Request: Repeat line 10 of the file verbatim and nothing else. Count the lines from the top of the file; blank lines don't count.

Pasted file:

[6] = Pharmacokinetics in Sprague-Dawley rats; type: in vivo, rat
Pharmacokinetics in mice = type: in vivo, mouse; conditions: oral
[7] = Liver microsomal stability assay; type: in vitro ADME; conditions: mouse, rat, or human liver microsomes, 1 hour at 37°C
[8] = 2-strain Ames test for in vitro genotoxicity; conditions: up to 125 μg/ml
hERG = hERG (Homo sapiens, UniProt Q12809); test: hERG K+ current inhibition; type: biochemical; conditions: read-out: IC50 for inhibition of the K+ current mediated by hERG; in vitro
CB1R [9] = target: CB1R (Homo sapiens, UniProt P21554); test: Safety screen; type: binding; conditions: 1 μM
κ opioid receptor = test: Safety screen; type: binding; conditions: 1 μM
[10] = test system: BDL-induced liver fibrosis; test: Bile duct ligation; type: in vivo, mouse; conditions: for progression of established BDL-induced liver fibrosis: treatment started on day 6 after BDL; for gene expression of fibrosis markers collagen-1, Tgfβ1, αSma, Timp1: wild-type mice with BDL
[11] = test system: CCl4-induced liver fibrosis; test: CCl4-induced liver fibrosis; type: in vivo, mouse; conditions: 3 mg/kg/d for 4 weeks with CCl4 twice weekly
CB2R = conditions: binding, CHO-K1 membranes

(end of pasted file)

CB2R = conditions: binding, CHO-K1 membranes